[Compounded Effect of Small Wins]
In 2009, I participated in my University Freshman Orientation Camp. I met many interesting characters and I’m grateful that I still keep in contact with some of them. (You know who you are 😉).
Part of the Freshman Orientation Camp is playing games in teams to outwit, outplay and outlast (*insert survivor music). Our group called Deathnote was off to a flying start. We were winning games and defeating the other teams easily. I felt a sense of pride as we kept winning. However, things changed when we started to lose our first game. As a team, we started to strategise and we continue to win the other games too. We were so focused on winning that our Group Leader, Teo Jiaqi asked us.
Why you all look so unhappy ah?
(Why is everyone looking unhappy?)
It was already night time. We looked at each other and had a HTHT (heart to heart talk) conversation. We realised that we had a mindset of “Okay. what’s next?” when we win. Our wins were meaningless but our losses were painful. We dwell on the losses but we didn’t celebrate our wins. That was a recipe for misery. We promised ourselves that we will celebrate our wins no matter how small it is the very next day.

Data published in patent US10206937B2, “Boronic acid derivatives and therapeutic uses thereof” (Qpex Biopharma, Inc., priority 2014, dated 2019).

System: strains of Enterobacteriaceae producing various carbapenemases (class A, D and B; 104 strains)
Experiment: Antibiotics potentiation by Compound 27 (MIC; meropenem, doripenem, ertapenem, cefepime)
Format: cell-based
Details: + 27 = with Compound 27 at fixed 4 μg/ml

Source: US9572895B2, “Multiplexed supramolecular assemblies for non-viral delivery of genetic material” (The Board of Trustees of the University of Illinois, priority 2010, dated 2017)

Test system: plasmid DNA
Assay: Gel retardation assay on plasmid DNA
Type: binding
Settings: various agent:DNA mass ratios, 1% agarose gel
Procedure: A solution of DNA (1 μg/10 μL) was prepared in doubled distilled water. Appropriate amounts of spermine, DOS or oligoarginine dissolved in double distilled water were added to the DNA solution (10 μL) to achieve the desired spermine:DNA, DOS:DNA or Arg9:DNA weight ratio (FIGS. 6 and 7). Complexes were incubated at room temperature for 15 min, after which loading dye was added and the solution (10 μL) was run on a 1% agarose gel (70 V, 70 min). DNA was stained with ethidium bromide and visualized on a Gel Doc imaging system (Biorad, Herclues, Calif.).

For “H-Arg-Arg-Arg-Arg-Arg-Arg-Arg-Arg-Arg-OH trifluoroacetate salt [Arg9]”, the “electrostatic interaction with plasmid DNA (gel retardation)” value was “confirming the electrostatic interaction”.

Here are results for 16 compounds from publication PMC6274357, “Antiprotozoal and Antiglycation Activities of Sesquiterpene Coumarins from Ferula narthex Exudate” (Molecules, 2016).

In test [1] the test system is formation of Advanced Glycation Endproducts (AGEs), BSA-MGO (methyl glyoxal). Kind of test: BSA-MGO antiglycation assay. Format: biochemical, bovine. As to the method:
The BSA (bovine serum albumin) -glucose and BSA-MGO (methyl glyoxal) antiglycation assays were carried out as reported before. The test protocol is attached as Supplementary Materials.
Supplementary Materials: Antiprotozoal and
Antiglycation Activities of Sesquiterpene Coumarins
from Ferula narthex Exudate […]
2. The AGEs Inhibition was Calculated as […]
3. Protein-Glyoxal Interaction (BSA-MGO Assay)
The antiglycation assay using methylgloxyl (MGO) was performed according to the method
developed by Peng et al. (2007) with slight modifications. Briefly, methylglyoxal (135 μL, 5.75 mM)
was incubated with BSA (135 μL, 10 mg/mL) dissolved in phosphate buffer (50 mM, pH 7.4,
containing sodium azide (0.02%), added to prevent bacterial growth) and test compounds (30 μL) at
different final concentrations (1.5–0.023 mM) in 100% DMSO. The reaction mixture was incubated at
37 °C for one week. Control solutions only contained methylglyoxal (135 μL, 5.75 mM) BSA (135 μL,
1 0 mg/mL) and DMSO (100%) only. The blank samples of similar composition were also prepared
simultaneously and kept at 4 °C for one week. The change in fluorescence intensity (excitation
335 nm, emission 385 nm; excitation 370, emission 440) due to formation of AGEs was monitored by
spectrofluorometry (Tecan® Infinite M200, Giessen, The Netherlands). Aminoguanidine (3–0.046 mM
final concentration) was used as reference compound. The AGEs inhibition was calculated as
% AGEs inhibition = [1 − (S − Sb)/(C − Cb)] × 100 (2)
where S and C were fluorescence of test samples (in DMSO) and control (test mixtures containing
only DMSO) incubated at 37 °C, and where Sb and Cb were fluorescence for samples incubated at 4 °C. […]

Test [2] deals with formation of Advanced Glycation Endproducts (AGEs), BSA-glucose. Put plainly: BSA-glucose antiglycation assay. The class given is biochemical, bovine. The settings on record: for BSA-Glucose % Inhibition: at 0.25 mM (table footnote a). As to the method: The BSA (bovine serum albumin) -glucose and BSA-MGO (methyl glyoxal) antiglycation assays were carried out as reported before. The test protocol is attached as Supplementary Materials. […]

The next day came and we won the first game. In a very awkward way, we tried to celebrate. The first “Yay” was full of awkwardness, confusion but yet funny. As we progress more into the other games, the “Yay” became more authentic, passionate and joyful. When the whole camp was over, we all agreed that we enjoyed ourselves. I’m grateful to the seniors and my group for making that possible.
In life, we probably had times where we chose not to celebrate the small wins. I’m an example of that.
“Aiya. Like that also need to celebrate”
“It is something minor leh.”
“After we finish this, then we celebrate”
I am certainly guilty of not celebrating the small wins and because of that, after everything was finished, the joy was small. I didn’t allow the small wins to compound.
I wish I knew this earlier. Life would have been more joyful. Nevertheless, it is not too late to start now.
Celebrate your small wins. Allow your joy to compound. Wishing you the best!
“Yay! My website is officially 1 year old!”
PS: I’m grateful for those of you who have visited my blog, read it and told me how much you enjoyed it. “Yay”